You have setup the program to automatically save emails and attachments to a database.
- Make sure you select either the 32-bit ODBC driver or the 64-bit ODBC driver in the dropdown depending on which installation of Mail Attachment Downloader PRO Client or PRO Server you installed (license email has links to both versions of the install). This is supported in all Windows versions including Windows 10. In some cases default installations may only install the 64-bit driver and you may need to manually download and install the 32-bit ODBC driver for your database. Please consult the database documentation and Google on how to do this.
- Your specific connection string can vary depending on the type of database (for example, Oracle has different connection strings than MySQL). A useful site to help you with the ODBC connection string is https://www.connectionstrings.com. Make sure you only choose the ODBC connection string in the site for your database type (like Oracle). You may need to play around with the different strings and test connections to find the one that works. If your connection string includes a Driver name, make sure it matches exactly (space for space) the one you have picked in the dropdown.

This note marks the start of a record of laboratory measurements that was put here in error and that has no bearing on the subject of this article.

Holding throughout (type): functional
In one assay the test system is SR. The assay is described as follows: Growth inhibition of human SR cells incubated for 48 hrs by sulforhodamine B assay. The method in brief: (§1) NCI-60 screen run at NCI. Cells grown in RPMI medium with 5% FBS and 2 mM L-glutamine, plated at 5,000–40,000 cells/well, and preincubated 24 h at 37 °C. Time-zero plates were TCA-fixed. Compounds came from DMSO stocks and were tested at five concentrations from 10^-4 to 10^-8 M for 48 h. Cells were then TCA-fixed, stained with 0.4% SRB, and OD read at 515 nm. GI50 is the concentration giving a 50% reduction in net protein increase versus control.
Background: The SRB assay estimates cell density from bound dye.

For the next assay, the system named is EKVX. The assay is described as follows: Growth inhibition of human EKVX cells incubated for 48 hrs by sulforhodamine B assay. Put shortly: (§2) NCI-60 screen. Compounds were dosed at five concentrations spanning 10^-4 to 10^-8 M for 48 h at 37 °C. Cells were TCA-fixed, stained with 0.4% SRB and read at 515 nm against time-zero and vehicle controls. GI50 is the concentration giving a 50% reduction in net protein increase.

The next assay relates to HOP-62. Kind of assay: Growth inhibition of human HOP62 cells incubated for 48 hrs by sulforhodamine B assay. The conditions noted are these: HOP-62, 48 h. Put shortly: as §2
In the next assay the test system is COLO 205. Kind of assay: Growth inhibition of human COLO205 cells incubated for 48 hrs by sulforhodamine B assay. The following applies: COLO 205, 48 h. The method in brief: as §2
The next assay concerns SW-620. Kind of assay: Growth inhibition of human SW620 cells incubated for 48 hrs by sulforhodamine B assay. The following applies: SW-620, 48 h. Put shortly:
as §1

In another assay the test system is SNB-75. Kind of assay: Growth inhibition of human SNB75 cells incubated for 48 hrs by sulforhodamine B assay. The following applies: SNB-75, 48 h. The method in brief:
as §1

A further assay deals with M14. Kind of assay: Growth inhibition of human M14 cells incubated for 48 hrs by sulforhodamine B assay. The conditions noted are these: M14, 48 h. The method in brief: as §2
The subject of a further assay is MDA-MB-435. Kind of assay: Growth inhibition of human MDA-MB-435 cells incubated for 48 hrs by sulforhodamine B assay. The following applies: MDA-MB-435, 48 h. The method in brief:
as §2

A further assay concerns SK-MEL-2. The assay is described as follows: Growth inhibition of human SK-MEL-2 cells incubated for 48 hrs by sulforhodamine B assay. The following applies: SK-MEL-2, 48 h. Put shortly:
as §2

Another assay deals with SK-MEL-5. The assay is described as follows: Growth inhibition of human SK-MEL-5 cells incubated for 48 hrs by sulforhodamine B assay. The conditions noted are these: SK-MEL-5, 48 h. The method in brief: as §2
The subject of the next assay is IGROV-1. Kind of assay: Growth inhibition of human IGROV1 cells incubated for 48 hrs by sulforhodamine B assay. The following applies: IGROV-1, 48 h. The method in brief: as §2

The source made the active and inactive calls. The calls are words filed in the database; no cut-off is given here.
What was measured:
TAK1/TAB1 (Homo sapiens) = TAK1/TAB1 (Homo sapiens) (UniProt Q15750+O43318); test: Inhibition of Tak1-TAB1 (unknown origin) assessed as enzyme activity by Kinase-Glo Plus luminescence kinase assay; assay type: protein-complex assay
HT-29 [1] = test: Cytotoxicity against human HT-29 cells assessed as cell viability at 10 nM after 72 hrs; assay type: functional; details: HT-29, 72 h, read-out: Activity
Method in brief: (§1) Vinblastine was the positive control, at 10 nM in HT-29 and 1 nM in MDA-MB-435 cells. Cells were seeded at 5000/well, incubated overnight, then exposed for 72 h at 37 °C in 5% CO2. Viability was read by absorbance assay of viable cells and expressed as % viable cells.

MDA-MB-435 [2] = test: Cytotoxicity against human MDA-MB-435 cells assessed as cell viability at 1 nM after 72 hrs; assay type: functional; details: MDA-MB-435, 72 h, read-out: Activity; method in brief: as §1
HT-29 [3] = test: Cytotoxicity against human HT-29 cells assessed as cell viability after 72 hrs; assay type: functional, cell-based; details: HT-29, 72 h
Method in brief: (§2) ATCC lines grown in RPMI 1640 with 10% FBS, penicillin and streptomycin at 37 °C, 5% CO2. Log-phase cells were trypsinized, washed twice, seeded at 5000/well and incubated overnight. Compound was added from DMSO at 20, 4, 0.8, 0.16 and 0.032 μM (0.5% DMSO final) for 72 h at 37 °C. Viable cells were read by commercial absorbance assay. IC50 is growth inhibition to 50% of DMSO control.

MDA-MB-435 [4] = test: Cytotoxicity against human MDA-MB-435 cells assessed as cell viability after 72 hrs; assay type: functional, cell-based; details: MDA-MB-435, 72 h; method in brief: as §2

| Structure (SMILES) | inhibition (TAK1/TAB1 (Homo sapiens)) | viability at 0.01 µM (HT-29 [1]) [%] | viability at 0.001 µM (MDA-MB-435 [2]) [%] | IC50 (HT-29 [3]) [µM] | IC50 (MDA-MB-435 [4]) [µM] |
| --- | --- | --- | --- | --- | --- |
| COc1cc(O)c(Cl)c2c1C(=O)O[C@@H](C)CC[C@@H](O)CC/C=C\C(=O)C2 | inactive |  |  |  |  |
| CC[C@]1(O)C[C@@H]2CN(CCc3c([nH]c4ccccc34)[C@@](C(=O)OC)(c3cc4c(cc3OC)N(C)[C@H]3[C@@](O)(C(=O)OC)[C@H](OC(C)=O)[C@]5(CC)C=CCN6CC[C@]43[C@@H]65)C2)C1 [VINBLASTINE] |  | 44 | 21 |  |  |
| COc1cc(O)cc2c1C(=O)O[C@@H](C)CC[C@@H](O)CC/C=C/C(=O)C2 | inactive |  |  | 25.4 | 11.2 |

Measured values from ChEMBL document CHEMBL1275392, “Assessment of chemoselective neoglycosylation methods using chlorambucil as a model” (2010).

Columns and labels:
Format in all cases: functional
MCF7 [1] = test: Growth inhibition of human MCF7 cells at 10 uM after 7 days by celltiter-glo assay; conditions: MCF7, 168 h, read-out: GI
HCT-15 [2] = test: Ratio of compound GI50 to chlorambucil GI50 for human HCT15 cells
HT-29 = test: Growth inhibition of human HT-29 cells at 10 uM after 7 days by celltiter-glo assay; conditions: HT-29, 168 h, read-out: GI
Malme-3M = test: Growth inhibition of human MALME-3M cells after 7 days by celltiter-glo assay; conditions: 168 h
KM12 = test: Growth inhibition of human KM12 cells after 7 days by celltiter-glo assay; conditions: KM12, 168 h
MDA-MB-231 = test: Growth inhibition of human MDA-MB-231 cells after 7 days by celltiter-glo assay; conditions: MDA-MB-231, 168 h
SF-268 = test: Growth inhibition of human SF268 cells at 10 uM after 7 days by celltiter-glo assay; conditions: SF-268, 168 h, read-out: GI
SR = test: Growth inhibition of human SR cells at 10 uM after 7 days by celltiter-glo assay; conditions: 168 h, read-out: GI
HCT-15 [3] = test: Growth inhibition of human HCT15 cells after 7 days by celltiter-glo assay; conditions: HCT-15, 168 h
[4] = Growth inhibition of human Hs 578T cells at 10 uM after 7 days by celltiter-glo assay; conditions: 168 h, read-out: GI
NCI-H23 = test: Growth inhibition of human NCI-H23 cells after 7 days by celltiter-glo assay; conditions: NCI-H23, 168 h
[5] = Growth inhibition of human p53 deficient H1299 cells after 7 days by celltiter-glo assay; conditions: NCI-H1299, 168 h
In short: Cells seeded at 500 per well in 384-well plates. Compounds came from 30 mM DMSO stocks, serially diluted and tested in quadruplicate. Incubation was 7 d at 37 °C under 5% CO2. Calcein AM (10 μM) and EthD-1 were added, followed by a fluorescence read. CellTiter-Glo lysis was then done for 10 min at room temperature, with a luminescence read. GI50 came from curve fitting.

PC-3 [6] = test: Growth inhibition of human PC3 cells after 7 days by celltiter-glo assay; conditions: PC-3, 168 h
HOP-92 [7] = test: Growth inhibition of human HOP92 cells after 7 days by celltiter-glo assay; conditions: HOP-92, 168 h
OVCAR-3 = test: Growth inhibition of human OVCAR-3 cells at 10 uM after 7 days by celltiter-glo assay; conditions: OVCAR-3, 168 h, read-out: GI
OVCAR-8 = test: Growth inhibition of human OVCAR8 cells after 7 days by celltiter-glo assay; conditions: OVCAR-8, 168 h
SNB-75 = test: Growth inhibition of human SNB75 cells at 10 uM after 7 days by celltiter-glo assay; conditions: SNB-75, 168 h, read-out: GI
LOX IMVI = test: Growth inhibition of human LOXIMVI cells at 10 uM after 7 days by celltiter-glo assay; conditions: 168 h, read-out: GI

- Depending on the type of DB you use, the automatic creation of table/sql may fail. In that case, you might have to provision the schema for the table in the DB manually and then specify the SQL to insert records into the table in the program.
- You can save the attachment content using the following variable in your SQL
Some interesting how-to links and posts for further exploration:
- Save rows inside of a CSV or Excel attached in an email to a SQL database!
- Save to multiple folders from multiple accounts using multiple email rules.
- Send emails automatically after downloading files or attachments or body
- Unzip files, Decrypt pdf’s and run script’s
- Extract data and download emails for invoice processing
- Convert email attachments to different formats
- How email rules work in-depth
Contact us if you have any questions, suggestions about the functionality described in this article.